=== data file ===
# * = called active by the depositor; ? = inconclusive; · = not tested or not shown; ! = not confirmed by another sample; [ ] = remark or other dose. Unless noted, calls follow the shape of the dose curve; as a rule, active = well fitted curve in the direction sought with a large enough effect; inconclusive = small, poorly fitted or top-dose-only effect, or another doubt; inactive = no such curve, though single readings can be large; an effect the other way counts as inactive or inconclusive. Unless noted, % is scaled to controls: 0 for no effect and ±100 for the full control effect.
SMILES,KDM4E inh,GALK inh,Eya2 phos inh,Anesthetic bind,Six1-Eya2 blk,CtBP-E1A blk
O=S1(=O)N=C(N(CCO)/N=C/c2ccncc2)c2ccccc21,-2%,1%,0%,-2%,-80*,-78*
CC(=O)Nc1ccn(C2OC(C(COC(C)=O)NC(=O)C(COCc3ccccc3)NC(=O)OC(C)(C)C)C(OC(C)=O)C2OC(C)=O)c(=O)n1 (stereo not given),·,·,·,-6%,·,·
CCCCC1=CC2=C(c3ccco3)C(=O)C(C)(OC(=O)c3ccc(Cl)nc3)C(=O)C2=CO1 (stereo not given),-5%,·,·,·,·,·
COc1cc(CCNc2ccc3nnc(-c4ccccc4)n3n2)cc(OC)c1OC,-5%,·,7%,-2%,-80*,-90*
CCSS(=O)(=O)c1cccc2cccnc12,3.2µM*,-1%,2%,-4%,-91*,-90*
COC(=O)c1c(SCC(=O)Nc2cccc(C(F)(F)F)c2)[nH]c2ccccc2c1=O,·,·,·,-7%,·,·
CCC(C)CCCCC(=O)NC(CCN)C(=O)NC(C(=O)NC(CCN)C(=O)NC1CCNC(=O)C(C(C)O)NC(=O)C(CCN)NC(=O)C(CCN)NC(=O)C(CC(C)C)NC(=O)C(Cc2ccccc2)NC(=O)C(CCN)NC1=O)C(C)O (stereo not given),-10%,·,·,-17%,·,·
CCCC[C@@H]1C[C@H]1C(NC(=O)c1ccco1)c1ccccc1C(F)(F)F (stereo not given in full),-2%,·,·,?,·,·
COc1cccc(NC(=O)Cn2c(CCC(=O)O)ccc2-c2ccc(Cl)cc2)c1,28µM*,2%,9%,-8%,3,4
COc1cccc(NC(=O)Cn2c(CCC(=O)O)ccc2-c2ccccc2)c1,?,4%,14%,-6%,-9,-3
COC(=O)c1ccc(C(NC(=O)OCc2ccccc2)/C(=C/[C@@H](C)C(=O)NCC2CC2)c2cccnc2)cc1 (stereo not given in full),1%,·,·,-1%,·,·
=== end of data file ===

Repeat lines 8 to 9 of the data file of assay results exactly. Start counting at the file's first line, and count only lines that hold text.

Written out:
COC(=O)c1c(SCC(=O)Nc2cccc(C(F)(F)F)c2)[nH]c2ccccc2c1=O,·,·,·,-7%,·,·
CCC(C)CCCCC(=O)NC(CCN)C(=O)NC(C(=O)NC(CCN)C(=O)NC1CCNC(=O)C(C(C)O)NC(=O)C(CCN)NC(=O)C(CCN)NC(=O)C(CC(C)C)NC(=O)C(Cc2ccccc2)NC(=O)C(CCN)NC1=O)C(C)O (stereo not given),-10%,·,·,-17%,·,·